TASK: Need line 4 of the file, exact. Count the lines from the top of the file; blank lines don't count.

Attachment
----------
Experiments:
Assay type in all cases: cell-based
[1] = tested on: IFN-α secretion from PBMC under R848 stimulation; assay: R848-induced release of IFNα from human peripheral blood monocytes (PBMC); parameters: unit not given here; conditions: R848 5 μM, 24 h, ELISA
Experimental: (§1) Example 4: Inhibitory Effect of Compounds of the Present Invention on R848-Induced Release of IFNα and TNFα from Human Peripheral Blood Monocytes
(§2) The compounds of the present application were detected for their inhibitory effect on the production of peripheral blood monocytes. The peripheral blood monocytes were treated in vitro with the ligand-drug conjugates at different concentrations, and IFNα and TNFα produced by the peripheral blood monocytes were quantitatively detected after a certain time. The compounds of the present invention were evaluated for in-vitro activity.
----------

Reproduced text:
Experimental: (§1) Example 4: Inhibitory Effect of Compounds of the Present Invention on R848-Induced Release of IFNα and TNFα from Human Peripheral Blood Monocytes